We moved on to check on LL & unbanded and see if we could get a glimpse of their chicks. That was a no go though. One of them was standing near some vegetation probably guarding the chicks and the other one flew out and circled the boat giving off warning pips. Ok, ok! We get it. You have chicks. We left them alone and moved on. We’ll see the chicks eventually. When we got to XA & unbanded’s territory we saw only one of them out on a reef. We searched the shoreline with our binoculars but didn’t see the other bird. A search of the area did not reveal a nest but suddenly both of them were on the reef. Sneaky, sneaky. We’ll have to look again next week. The White Ibis have begun to arrive for nesting but they weren’t close to where the oystercatchers nest yet.

photo by Alan Wilde

JN & UW were still incubating and chasing off gulls and terns. I managed to look in the right place for them this week!

photo by Alan Wilde

We headed over to North Deer and found all four pairs with identified nests still incubating. W5 & unbanded, the fifth pair, looked like they had a nest (they looked that way last week too) with one of them sleeping alone the shoreline and the other laying up on the shell as if on a nest but when we checked we could not find any eggs. Doesn’t this look like an oystercatcher on a nest?

photo by Alan Wilde

I’m confused by that! Over on Marker 52, JJ & P4 were hanging out eyeing the mass of pelicans and gulls that they have to contend with. 23 & WY were still incubating and H0 & JC had a new nest with three eggs. They’ve been busy! It is typically placed next to a piece a lumbar which made me chuckle. Oystercatchers almost always put their nests near a piece of wood or a small scrape of vegetation.

photo by Alan Wilde

28 & AP also had a one egg nest that they weren’t incubating yet. We saw them run off a couple gulls though! You go guys! We headed down the GIWW to check on ET & A8A but they weren’t home so we headed to Jones Bay for our last few checks. CA & Y2 now have three eggs amongst the Caspian Terns. Here’s hoping that strategy keeps the gulls away.

When we arrived at P3 & unbanded’s island we found that FR was there with an unbanded bird again and there was no sign of P3. Sigh. P3 has been missing for three weeks now so I guess it’s time to concede that he is no longer among the living. I banded him in 2011 in that territory and he’s been there ever since so there’s no reason to believe that he would just up and leave without something dire happening. I’m wondering if something happened to him while he was protecting his chick. We only saw the chick that one week so something happened to it too. P3 fledged seven chicks in the last eight years! I’m going to miss him. Here’s P3 in better days.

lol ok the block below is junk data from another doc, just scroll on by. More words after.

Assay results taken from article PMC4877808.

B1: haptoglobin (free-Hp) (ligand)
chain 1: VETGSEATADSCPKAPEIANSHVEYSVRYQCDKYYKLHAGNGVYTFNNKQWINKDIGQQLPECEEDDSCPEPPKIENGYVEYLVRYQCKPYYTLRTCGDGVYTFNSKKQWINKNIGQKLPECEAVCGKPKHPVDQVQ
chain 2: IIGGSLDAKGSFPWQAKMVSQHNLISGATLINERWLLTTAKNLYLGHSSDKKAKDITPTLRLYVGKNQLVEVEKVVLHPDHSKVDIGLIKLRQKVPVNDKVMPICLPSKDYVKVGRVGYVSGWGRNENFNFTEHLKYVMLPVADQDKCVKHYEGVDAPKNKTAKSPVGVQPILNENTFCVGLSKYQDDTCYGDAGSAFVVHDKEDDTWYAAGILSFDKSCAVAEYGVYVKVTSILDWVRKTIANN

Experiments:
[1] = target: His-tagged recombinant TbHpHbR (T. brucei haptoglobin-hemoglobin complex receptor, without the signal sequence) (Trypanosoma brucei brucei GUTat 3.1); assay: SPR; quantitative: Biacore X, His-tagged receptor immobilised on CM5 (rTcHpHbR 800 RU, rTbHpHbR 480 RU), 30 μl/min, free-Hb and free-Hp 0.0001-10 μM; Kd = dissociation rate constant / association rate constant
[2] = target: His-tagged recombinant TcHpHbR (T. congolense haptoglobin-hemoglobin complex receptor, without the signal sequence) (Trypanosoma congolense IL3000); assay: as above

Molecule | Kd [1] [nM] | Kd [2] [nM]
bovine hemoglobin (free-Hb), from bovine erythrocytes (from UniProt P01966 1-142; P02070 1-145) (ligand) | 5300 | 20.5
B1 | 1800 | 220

photo by Alan Wilde

So FR has taken over P3’s territory. Did he also take over P3’s mate or did he bring his mate with him. Since both females are unbanded there is no way to know for sure. In FR’s old territory, an island that much too low for successful breeding, we found XU with an unbanded bird. When an adult disappears, it doesn’t take long for another one to move in which is why I’m so perplexed about the KK situation.

On Friday, Taylor Bennett and our new Education and Outreach Manager Jennifer Horton joined me for a tour of East Matagorda Bay. It was warm folks! I didn’t have to wear waders or a coat. Man that felt good. It also wasn’t windy at least when we started and I very much appreciated the smooth sailing. We didn’t find any oystercatchers until we got to the Chinquapin Islands. There we found A6A with an unbanded bird which means KN probably moved on. They didn’t have a nest though.

At the Oyster Farm we found an unbanded bird incubating a single egg with no mate present. I guess we’ll have to wait til next time to see who the mate is. On the other island there we found an unbanded pair. What happened to KM? That pair didn’t have a nest yet but they were selecting shells so I guess it won’t be long. While we were checking them out a fog bank moved in. I wasn’t too keen on trying to cross the bay in fog so we set up the noose carpets and caught the male. He is now C3A! Here’s Jennifer and Taylor holding this handsome fellow.

photos by Susan Heath

By the time we were done with him, the fog had cleared so we headed to the west end of the bay to check on LC & R9. We found LC incubating two eggs. Yeah! R9 wasn’t there but we saw them together on the beach a few weeks back so I know they are still paired. We headed back to Old Gulf Cut and found 25 & unbanded incubating three lovely eggs. Their island is super low now though so I hope we don’t get any high tides.

photo by Susan Heath

Across the channel 17 & unbanded had a two egg nest. Woohoo, nests all around! I thought we were done for the day but we had another surprise along the GIWW. We found ER & unbanded who had disappeared from the Chinquapin Islands on a small peninsula that sticks out from one of the large islands along the GIWW. I have seen both pigs and coyotes on that island so I hope these guys can make a go of it there. They were incubating one egg. We left them be and continued on our way back to the boat ramp. Suddenly our beautiful day turned windy and cold and by the time we got back to the boat ramp the fog had moved back in. Phew! Got there just in time.

This project is supported solely by donations and small grants. If you’d just like to make a donation (thank you!) you can do so on our website here.

Current Stats for upper Texas coast from Dickinson Bay to East Matagorda Bay: 25 nests being incubated, 13 failed nests, 1 nest with unfledged chicks, 1 nest with undetermined status, 0 chicks fledged

Note: All trapping and banding for this project is in accordance with federal and state permits issued to Susan Heath, GCBO Director of Conservation Research. Bird handling by volunteers is only permitted in the presence of Susan Heath and volunteers are trained in proper bird handling techniques.